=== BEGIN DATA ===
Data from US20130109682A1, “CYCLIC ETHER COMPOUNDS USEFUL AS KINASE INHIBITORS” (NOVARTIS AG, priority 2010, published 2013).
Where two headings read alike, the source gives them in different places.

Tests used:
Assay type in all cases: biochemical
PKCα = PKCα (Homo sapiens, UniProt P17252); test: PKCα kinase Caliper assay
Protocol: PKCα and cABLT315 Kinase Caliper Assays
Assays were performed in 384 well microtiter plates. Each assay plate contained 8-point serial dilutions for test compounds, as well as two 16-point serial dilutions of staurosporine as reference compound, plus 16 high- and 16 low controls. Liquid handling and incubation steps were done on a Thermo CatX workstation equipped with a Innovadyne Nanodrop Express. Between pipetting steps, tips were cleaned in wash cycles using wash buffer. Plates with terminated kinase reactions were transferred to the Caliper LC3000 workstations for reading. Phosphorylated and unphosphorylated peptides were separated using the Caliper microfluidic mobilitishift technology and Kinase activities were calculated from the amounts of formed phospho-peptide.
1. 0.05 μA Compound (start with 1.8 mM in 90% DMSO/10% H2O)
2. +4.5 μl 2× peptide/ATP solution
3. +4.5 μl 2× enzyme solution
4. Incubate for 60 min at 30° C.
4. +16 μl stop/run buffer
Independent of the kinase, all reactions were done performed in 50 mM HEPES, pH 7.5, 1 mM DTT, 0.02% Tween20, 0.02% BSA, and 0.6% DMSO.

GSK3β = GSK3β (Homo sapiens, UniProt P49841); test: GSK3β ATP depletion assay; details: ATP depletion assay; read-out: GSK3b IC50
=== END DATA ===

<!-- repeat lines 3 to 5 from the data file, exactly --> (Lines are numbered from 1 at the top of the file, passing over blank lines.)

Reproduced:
Tests used:
Assay type in all cases: biochemical
PKCα = PKCα (Homo sapiens, UniProt P17252); test: PKCα kinase Caliper assay